Spirit Airlines, Inc. (Fort Lauderdale/Hollywood) today (July 24) reported second quarter 2015 financial results.
Adjusted net income for the second quarter 2015 increased 12.6 percent to $74.8 million ($1.03 per diluted share) compared to the second quarter 20141. GAAP net income for the second quarter 2015 increased 18.3 percent year over year to $76.7 million ($1.05 per diluted share).
Adjusted pre-tax margin for the second quarter 2015 was 21.3 percent1. On a GAAP basis, pre-tax margin for the second quarter 2015 was 21.8 percent.
Spirit ended the second quarter 2015 with unrestricted cash and cash equivalents of $769.3 million.
Spirit’s return on invested capital (before taxes and excluding special items) for the twelve months ended June 30, 2015 was 29.4 percent2.
“Our second quarter 2015 performance was negatively impacted by an unusual number of storms and I want to thank our team members and business partners for their hard work and dedication in serving our customers and helping us to restore our operations to normal,” said Ben Baldanza, Spirit’s Chief Executive Officer. “In addition to an unusual number of storms, we’ve recently seen a noticeable change in competitive pricing behavior. But, the fundamentals of our business haven’t changed: we continue to grow our network while maintaining high margins, delivering strong returns, and offering our customers low fares.”
During June, Spirit experienced consecutive storm systems in Dallas, Chicago, New York, and Detroit followed by Tropical Storm Bill that sat over Houston before moving north to Dallas. The timing and location of these storm systems produced a domino effect on the Company’s operation resulting in over 500 flight cancellations and numerous flight delays. Due to the sheer volume of flights affected, the Company was unable to flex up staffing levels enough to mitigate the impact of crews being displaced or being unable to work due to them reaching their contractual or regulatory work hour maximums. These challenges lengthened the span of the irregular operation and the time it took to restore the system to normal. With its high aircraft utilization, low daily flight frequency and point-to-point network, severe irregular operations typically create a unique set of challenges for the Company; however, the Company believes the unusual number and location of storms in June exacerbated the operational difficulty and made this event unlike others. The Company estimates the impact of the cancellations, delays, and other non-recurring expenses during the quarter negatively impacted operating income by $20 million ($5 million lower revenue, $15 million higher costs). Adjusting for these items, the Company estimates it would have reported adjusted net income of $87.5 million ($1.20 per diluted share).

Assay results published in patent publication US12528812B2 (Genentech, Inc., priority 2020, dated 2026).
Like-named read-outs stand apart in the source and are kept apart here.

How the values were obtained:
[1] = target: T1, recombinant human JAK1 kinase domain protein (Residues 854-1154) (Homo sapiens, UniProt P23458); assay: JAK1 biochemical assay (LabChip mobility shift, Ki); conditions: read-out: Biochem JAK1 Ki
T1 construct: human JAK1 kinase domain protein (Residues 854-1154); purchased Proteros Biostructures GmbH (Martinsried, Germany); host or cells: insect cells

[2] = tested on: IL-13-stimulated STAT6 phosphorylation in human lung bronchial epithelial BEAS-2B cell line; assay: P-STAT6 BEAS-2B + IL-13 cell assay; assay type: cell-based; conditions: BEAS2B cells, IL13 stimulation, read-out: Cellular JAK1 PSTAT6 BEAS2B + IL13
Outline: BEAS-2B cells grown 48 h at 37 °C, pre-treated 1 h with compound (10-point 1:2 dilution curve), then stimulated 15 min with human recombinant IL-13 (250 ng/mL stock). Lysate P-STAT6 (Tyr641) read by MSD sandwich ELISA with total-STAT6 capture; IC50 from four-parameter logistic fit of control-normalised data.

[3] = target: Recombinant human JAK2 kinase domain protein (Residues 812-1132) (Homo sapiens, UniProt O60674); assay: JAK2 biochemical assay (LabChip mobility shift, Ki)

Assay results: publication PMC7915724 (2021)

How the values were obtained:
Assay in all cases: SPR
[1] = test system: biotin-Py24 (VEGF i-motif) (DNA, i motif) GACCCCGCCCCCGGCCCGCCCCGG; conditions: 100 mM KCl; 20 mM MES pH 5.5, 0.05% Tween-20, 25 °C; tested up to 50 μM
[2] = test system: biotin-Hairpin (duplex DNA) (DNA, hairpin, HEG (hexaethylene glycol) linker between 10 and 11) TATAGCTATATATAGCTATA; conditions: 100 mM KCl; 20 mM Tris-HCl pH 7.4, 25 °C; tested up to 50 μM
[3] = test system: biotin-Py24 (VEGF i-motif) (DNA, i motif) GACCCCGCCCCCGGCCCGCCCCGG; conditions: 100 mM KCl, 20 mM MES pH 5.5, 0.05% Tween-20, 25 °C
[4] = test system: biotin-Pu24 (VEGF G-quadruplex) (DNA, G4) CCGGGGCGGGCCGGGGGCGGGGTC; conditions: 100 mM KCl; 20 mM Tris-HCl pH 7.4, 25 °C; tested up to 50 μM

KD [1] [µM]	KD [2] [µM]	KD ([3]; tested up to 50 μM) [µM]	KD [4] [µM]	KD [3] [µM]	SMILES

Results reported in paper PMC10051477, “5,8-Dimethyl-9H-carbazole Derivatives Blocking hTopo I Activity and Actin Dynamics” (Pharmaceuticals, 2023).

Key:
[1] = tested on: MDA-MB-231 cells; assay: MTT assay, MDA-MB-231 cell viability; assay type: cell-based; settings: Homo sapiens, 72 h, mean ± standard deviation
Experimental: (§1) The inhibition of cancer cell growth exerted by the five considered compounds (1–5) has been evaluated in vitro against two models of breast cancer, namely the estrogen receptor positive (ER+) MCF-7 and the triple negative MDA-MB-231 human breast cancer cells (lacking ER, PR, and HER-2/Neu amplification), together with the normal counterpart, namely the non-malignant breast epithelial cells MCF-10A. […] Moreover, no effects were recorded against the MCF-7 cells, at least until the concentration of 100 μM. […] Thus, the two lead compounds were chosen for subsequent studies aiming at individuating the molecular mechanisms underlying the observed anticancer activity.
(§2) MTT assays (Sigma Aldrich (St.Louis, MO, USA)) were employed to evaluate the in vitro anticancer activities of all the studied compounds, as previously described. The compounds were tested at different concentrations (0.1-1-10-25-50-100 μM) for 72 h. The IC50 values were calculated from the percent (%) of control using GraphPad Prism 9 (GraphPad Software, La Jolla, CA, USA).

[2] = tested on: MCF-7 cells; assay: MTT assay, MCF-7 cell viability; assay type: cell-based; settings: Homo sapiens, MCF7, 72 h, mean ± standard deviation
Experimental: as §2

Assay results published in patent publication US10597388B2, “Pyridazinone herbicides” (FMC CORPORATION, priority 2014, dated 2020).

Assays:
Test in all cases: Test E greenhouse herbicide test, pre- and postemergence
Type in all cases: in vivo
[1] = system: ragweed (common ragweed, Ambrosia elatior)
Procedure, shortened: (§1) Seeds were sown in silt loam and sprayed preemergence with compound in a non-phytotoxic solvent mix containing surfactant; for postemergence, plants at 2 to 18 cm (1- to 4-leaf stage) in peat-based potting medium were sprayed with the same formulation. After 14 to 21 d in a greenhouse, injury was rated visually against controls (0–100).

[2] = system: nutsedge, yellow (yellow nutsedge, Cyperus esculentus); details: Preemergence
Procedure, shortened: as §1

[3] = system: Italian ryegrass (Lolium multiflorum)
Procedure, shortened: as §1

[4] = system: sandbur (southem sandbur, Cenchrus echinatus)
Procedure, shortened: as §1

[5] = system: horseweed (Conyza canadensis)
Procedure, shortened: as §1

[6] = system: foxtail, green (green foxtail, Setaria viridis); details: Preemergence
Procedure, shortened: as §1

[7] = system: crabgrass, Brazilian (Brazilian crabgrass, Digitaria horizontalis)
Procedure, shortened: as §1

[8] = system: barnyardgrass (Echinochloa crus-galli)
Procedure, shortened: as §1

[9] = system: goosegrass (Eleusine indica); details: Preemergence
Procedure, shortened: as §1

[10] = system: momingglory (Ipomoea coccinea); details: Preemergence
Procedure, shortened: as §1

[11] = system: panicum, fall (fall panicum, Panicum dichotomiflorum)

For the second quarter 2015, Spirit’s total operating revenue was $553.4 million, an increase of 10.8 percent compared to the second quarter 2014, driven by an increase in flight volume, partially offset by a decrease in operating yields.
Total revenue per passenger flight segment (“PFS”) for the second quarter 2015 decreased 12.4 percent year over year to $122.59, primarily driven by a 19.4 percent decrease in ticket revenue per PFS. The decline in ticket revenue per PFS was driven by lower fare levels as a result of increased competitive pressures as well as a higher percentage of the Company’s markets being under development compared to the same period last year. Although slightly lower year over year on a per PFS basis, non-ticket revenue continues to provide a stable revenue stream that is increasingly important during periods of lower passenger yields. Non-ticket revenue per PFS only declined 1.7 percent year over year to $54.24. The decrease in non-ticket revenue per PFS was primarily attributable to lower bag revenue per PFS and the outsourcing of the Company’s onboard catering to a third-party provider under a revenue share agreement.